...or the amazing chronicles of everything that I like and stuff.
It felt clear to me after CASINO ROYAL that Daniel Craig was the best version of James Bond I had ever seen. But that was just one movie, so it’s a bit of a bold statement to make. Well, now we’re three movies in, and Craig has never been a better BOND than in SKYFALL. So I’m calling it: Craig is my Bond.
SKYFALLis about the toll this job takes on a man. James Bond is a tired, hurt, broken man. The drinks and the women are coping mechanisms. But he is driven, and his loyalty is beyond question. It makes for a fascinating character to follow.
This entry is low on bombastic action. It opens with a terrific chase, a truly great set piece, and the title sequence is one of the best in the series (helped a great deal by Adele’s fantastic song). But once the movie gets started we are treated to something better then spectacle: great scenes. The dialogue in this movie is pitch perfect. Witty, badass, slick. Every line works and has exactly the effect it’s meant to. There is a scene between bond Daniel Craig and Bérénice Marlohe about halfway into the film that gave me chills. His relationship with another agent played wonderfully by Naomie Harris is all witty reparte and makes all their scenes together something to relish. His relationship with M (Judy Dench is given more screen time here than in any other Bond film she’s been a part of) is also explored to great effect. Ben Whishaw is our new Q, and one scene in particular, when they meet for the first time, has great and very funny back and forth between the two. What I’m getting at here, is that who ever wrote the dialogues (script is credited to Neal Purvis & Robert Wade and John Logan) did a great job.
Don’t get me wrong though, this film does have action, it just doesn’t only rely on that for tension. One of the great show stoppers of the movie for me is a one take fight scene in a highrise, between Bond and one guy. It is filmed in a brave, very unorthodox way and that gives it a thrilling edge. This is a good time to mention Roger deakins, the director of photography. He shoots this film magnificiently. I would be hardpressed to name a James Bond movie more gorgeously shot. His work here is simply stellar and he proves once again that he is one of the absolute best at what he does.
Thomas Newman is responsible for the score and the music in this film is great. Of course we all know the theme and it’s a tough one to fuck up, but Newman knows when to tease and when to give it up and he layers the film with fantastic musical cues to give us the ultimate Bond experience. The opening seconds of this movie are sheere brilliance, specifically because of the score (you’ll know what I mean when you see it).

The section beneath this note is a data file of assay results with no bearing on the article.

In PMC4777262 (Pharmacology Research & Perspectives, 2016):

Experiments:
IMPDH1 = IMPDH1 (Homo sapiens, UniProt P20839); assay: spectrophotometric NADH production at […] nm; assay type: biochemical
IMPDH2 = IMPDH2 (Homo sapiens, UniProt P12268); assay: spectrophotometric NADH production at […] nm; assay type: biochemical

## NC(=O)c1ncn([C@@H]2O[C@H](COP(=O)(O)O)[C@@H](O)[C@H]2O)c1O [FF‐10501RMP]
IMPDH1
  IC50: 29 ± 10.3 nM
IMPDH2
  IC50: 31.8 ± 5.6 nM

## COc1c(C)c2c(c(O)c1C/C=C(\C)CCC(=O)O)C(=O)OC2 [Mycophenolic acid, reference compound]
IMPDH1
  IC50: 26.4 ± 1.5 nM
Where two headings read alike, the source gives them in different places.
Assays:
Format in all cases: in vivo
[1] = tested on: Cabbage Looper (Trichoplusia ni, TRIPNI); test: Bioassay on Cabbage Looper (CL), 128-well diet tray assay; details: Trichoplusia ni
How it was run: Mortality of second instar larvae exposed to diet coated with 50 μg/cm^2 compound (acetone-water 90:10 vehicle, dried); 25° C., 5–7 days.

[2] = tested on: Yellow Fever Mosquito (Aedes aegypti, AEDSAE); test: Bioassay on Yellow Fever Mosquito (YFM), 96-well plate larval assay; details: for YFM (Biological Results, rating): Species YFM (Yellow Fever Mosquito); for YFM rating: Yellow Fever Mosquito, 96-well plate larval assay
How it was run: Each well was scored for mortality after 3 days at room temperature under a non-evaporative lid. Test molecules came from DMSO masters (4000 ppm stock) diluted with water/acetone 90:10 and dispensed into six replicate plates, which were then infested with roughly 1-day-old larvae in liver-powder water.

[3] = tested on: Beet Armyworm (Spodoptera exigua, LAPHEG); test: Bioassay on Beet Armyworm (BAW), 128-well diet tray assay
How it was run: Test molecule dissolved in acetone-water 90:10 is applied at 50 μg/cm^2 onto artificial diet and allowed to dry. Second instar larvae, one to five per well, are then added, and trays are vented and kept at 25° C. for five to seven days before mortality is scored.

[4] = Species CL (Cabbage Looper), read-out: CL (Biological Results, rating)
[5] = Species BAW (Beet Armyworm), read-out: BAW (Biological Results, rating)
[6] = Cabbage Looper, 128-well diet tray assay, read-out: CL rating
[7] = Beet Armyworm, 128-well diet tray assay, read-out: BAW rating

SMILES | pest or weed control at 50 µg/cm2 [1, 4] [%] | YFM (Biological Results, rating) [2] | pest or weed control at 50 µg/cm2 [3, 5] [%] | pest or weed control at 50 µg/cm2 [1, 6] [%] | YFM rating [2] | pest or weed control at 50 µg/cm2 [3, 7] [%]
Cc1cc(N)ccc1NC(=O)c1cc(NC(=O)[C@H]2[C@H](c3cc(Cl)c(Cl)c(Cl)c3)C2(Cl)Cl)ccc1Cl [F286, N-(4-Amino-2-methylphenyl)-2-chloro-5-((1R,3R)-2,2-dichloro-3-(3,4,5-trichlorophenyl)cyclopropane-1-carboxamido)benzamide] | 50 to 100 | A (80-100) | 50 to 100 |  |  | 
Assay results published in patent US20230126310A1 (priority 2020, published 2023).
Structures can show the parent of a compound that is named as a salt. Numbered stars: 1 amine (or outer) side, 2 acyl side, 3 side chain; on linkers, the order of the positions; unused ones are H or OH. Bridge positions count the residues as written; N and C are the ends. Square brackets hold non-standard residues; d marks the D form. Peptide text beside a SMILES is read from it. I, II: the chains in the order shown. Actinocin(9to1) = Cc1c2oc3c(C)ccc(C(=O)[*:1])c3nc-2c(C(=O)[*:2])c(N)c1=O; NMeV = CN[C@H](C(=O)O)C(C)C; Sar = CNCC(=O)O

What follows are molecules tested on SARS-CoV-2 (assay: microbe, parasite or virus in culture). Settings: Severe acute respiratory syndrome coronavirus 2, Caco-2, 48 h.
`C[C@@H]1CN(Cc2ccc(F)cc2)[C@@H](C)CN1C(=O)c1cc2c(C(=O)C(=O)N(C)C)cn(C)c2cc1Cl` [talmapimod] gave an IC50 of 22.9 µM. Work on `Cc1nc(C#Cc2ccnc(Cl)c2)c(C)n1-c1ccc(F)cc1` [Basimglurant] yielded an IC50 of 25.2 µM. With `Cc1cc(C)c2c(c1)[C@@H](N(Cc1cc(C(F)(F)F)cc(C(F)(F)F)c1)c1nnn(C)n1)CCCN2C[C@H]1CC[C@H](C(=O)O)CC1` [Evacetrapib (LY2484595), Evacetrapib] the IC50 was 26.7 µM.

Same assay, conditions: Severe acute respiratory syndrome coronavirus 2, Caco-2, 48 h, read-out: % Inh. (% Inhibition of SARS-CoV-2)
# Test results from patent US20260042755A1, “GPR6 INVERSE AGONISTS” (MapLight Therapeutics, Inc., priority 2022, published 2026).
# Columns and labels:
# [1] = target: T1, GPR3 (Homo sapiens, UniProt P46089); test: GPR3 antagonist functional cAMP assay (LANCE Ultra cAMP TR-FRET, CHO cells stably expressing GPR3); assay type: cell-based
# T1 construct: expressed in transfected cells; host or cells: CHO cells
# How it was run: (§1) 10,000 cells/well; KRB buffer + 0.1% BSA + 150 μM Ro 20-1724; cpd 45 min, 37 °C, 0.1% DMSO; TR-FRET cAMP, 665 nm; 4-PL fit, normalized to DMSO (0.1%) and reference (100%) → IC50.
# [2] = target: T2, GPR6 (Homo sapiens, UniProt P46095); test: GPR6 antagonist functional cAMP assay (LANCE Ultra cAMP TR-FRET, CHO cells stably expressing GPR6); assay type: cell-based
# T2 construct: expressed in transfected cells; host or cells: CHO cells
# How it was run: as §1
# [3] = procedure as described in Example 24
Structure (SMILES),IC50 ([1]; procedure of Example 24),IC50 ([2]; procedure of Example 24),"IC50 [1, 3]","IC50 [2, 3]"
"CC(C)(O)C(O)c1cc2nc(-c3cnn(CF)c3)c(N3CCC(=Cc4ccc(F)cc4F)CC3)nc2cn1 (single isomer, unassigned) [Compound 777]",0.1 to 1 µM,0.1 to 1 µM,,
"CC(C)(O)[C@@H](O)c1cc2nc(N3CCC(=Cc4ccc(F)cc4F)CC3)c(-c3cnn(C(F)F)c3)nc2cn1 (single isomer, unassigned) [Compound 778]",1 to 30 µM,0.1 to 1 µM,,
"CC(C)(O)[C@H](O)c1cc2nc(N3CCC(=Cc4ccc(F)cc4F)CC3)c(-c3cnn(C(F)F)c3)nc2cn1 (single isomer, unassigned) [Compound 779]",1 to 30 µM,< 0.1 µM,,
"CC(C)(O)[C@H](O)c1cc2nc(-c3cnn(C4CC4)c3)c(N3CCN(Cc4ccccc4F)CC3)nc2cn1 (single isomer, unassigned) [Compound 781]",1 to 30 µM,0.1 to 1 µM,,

Even though all actors do a fine job here, I cannot say enough about Javier Bardem’s villain Silva. He is AMAZING in the role. Threatning and funny and flamboyant and dark as fuck. It is the first truly great villain of the new Bond era, and one people are not likely to forget. His first meeting with Bond has, again, spot on dialogue, delivered masterfully by two actors who know exactly who their characters are and what movie they are in. It makes me smile just thinking about it.
The last quarter of the movie took me by surprise, too. They find a great way to bring this movie to a close and, without giving anything away, did it in a very fresh manner. It almost felt like I was watching a western all of a sudden.
The 23rd entry into the Bond franchise is a rousing success, as far as I’m concerned, and at the end, when the phrase “James Bond will return…” appeared on the screen before the end credits, I wanted to cheer. Let’s hope it doesn’t take as long until the next adventure…
Happy 50th, Mr Bond.
In 1941, the U.S. began to form a hand-picked army to fight in Europe. What made it different is that its troops were composed of artists, designers, actors, meteorologists, and sound technicians, and their true mission was not to fight, but to deceive the German army. Their props were inflatable tanks and pyrotechnics; their tools camouflage, “spoof” radio plays, special effects, and sonic deception. Their last “disappearing act” was to vanish from history. Officially they were designated as the 23rd Headquarters Special Troops, the first and last battlefield deception outfit ever authorized by the U.S. Army.
Jonathan Levine’s adaptation of Isaac Marion’s novel Warm Bodies looks really really fun! I’m frankly a little worn out by the zombie genre but I will definitely be seeing this one. The cast looks great and it just looks really fun… (Also: Rob Corddry!)
Got the embed from Badass Digest.
Michale Mohan’s SAVE THE DATE looks utterly lovely and is available today at the iTune store and various other On Demand outlets. It’ll be in theaters later this year. I’ll be watching it tonight. Please do things right and don’t download this small independent film illegally, because you’re not a complete douchebag.
The trailer for Wong Kar Wai’s five years in the making kung fu epic The Grandmasters delivers on it’s promise. This looks great!
Joss Whedon on Mitt Romney - finally the truth comes out!
Fascinating interview by David Poland with the Wachowskis and Tom Tykwer. It’s so great to hear those guys open up about their work. There is a segment where Lana Wachowski (incredibly articulate and intelligent woman) talks about, for her, the meaning behind the Matrix movies, and it’s really great to hear her perspective on them. A great watch!